Pittsfield Used Car Dealer Complies With Fire Department Citation
PITTSFIELD, Mass. — Newell Street Transmission has complied with the Fire Department's request to improve the parking situation on the used car lot.
Fire inspectors cited the company during the summer saying the way the vehicles were being stored on the property posed a fire hazard. Fire Inspector Randy Stein was particularly concern with the rear of the building, which he felt didn't provide access to the building in case of an emergency, and the distance between vehicles so that fires don't quickly spread from vehicle to vehicle.
Owner Robert Gaylord has since crafted a new parking plan, specifically outlining where various vehicles will go, from customer parking to employees to cars for sale. The number of cars for sale on the lot will actually increase from 41 to 45.
"It will increase the amount for sale but it will decrease the fire hazard," Stein said.
The inspector said there is still work to be done in clearing out the back lot of the property. But, the Fire Department is willing to sign off on the new parking plan.
One neighbor, however, told the Licensing Board on Monday that he has concerns with the company parking vehicles on the roadway. He said Gaylord has been parking his vehicles for sale along the side of the road for greater visibility. He wants stricter enforcement on keeping those vehicles on the property.
"They are put out in the street for public view. At times there have been eight, 10 cars out there," he said.
In other business, RBS Automotive has been unknowingly operating without the correct license. Owner Robert Skubel had been looking to move his business to rented space on Fenn Street. He filed the paperwork to do so and the landlord had then filled the space with other vehicles for sale.
"I technically never left 100 Linden," Skubel said.
However, that didn't stop the license from being transferred to the other address. Skubel said his intention is to have the Fenn Street lot act as an overflow. He wants his license for Linden Street to be extended for a dozen or so vehicles to be stored there.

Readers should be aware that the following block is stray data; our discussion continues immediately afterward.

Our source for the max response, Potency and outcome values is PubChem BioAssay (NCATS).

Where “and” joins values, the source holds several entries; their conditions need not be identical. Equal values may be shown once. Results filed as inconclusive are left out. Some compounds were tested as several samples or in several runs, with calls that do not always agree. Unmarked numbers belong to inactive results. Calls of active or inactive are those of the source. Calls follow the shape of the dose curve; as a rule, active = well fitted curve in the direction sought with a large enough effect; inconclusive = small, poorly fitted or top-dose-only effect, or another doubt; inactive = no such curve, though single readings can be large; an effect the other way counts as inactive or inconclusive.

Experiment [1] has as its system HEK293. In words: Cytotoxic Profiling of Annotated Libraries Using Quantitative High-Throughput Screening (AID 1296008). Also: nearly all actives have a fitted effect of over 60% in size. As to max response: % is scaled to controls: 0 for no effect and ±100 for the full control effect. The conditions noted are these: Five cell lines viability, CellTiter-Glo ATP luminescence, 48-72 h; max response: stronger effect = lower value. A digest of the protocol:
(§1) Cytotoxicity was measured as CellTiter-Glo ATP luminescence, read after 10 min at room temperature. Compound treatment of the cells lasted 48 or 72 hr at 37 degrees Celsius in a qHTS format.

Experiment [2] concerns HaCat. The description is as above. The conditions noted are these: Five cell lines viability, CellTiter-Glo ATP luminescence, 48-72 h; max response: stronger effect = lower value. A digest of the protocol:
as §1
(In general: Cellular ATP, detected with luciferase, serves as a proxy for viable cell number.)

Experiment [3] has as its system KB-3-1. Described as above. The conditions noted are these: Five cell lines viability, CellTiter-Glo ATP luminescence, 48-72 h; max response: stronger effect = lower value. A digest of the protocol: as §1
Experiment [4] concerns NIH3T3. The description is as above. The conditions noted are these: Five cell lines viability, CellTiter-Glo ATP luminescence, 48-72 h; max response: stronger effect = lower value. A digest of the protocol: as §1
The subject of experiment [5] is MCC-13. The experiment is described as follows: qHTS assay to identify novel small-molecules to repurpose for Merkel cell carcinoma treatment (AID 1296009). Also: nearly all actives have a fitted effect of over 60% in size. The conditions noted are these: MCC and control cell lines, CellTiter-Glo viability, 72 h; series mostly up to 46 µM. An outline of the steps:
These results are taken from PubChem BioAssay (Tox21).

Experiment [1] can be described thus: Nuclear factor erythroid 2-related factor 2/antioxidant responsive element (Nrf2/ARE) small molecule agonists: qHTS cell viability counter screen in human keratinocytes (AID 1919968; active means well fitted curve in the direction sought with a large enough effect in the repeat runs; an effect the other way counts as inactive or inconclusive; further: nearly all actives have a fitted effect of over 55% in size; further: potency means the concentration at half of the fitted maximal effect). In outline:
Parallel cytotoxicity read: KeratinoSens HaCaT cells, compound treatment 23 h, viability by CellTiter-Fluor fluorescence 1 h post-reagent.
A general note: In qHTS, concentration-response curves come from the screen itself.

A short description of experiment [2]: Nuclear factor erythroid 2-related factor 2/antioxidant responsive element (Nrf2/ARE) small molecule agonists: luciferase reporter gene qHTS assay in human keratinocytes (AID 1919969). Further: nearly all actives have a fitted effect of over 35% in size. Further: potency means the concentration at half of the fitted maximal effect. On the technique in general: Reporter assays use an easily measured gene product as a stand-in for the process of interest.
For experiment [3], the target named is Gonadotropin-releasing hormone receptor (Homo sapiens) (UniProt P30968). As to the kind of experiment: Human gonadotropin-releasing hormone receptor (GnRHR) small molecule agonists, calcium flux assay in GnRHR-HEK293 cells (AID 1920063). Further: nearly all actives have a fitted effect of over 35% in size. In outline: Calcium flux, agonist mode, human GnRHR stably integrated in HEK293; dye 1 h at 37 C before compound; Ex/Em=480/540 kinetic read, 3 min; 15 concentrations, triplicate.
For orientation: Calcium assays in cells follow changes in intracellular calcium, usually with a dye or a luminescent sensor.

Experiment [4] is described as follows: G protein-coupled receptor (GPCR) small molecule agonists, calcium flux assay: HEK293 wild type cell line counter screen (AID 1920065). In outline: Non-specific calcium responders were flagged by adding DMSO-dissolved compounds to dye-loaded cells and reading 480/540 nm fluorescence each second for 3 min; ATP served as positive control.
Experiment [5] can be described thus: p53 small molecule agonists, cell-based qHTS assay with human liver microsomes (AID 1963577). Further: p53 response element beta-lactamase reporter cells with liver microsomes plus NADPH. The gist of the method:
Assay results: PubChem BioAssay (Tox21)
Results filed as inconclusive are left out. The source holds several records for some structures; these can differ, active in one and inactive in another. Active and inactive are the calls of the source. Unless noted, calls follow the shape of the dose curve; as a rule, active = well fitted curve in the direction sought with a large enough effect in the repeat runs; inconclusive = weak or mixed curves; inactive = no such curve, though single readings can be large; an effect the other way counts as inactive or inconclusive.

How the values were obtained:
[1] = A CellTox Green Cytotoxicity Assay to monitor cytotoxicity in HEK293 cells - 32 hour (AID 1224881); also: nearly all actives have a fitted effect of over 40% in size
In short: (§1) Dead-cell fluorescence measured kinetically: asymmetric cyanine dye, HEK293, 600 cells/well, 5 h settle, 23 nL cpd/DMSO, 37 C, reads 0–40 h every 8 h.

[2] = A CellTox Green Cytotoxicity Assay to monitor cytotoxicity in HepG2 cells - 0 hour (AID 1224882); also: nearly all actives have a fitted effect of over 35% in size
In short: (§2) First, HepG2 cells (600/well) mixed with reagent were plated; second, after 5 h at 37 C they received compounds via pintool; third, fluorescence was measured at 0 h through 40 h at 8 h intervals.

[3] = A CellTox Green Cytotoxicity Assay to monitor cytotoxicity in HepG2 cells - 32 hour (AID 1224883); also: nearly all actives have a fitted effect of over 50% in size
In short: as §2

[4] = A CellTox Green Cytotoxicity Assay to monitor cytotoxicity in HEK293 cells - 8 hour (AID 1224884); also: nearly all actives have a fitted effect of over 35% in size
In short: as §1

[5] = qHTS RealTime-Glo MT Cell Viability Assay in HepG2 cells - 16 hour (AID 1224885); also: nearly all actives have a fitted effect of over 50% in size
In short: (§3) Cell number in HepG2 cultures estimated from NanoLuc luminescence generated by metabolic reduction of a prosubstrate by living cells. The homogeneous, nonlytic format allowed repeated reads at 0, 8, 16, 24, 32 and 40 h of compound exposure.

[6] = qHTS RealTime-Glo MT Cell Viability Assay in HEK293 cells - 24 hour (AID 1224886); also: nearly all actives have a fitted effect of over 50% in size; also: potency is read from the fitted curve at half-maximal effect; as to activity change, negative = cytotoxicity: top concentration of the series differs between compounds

But the license, however, had already been completely switched to the new address. Skubel now has to get the license transferred back, which is expected to happen next month, and then figure out the application process to have an off-premise lot for those extra vehicles.
"Some times you pick up a few extra cars at the auction," Skubel said. "Ideally, I'd like to find something closer."
The issue came back to the city as the Fire Department tagged the vehicles on the Fenn Street lot and assumed the vehicles were Skubels. Since the citing, those vehicles were moved off of the lot.
With the switch back, Stein said he wants an updated parking plan for the Linden Street location, including employee, staff, and parking for tenants of the apartments will be located.
"The Fire Department would like to see a revised plot plan to return the license back to Linden Street," Stein said.
In other business, attorney Thomas Hamel, representing Berkshire Bank, said he expects the Elbow Room to be sold. The bank has a pledge on the license and Hamel said after Elbow Room founder Bruce Mendel died last year, the loan went into default.
Hamel asked the Licensing Board to gives it approval on that pledge, which he said was issued years ago but never received local approval. That pledge then coupled the bank loan to the property and the license.
"The goal would be to work with the estate to sell the real estate and the license," Hamel said.
Last month, however, Holly Magri, Mendel's daughter, said she is hoping to re-open the establishment but needed more time to work through the estate and will.
Hamel said he doesn't believe Magri will be able to re-open and if the estate doesn't find a buyer, then the bank could step in and auction off the property, license, and the assets inside the building.
Tags: licensing board,
Support Local NewsWe show up at hurricanes, budget meetings, high school games, accidents, fires and community events. We show up at celebrations and tragedies and everything in between. We show up so our readers can learn about pivotal events that affect their communities and their lives.
How important is local news to you? You can support independent, unbiased journalism and help iBerkshires grow for as a little as the cost of a cup of coffee a week.
|iBerkshires.com welcomes critical, respectful dialogue; please keep comments focused on the issues and not on personalities. Profanity, obscenity, racist language and harassment are not allowed. iBerkshires reserves the right to ban commenters or remove commenting on any article at any time. Concerns may be sent to email@example.com.|